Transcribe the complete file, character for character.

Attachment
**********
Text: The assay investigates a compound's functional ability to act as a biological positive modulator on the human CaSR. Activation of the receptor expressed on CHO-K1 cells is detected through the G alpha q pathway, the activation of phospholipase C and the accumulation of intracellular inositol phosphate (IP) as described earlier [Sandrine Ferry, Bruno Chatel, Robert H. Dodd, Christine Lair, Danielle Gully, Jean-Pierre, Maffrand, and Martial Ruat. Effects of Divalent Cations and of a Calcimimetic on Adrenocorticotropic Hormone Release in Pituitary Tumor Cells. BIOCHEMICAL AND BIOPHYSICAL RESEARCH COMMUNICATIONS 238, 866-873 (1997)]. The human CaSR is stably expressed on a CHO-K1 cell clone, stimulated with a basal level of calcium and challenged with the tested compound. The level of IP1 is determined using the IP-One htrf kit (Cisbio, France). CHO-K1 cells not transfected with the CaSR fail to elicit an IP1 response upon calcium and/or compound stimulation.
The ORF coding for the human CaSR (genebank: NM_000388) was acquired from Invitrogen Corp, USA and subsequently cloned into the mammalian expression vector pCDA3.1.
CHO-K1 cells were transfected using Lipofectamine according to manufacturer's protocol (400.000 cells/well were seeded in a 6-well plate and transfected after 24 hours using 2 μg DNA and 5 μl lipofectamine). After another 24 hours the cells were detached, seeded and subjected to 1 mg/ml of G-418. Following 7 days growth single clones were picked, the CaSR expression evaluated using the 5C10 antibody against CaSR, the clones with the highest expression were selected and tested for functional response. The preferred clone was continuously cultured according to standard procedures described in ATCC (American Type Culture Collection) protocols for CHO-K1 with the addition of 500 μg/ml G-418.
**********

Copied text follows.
Text: The assay investigates a compound's functional ability to act as a biological positive modulator on the human CaSR. Activation of the receptor expressed on CHO-K1 cells is detected through the G alpha q pathway, the activation of phospholipase C and the accumulation of intracellular inositol phosphate (IP) as described earlier [Sandrine Ferry, Bruno Chatel, Robert H. Dodd, Christine Lair, Danielle Gully, Jean-Pierre, Maffrand, and Martial Ruat. Effects of Divalent Cations and of a Calcimimetic on Adrenocorticotropic Hormone Release in Pituitary Tumor Cells. BIOCHEMICAL AND BIOPHYSICAL RESEARCH COMMUNICATIONS 238, 866-873 (1997)]. The human CaSR is stably expressed on a CHO-K1 cell clone, stimulated with a basal level of calcium and challenged with the tested compound. The level of IP1 is determined using the IP-One htrf kit (Cisbio, France). CHO-K1 cells not transfected with the CaSR fail to elicit an IP1 response upon calcium and/or compound stimulation.
The ORF coding for the human CaSR (genebank: NM_000388) was acquired from Invitrogen Corp, USA and subsequently cloned into the mammalian expression vector pCDA3.1.
CHO-K1 cells were transfected using Lipofectamine according to manufacturer's protocol (400.000 cells/well were seeded in a 6-well plate and transfected after 24 hours using 2 μg DNA and 5 μl lipofectamine). After another 24 hours the cells were detached, seeded and subjected to 1 mg/ml of G-418. Following 7 days growth single clones were picked, the CaSR expression evaluated using the 5C10 antibody against CaSR, the clones with the highest expression were selected and tested for functional response. The preferred clone was continuously cultured according to standard procedures described in ATCC (American Type Culture Collection) protocols for CHO-K1 with the addition of 500 μg/ml G-418.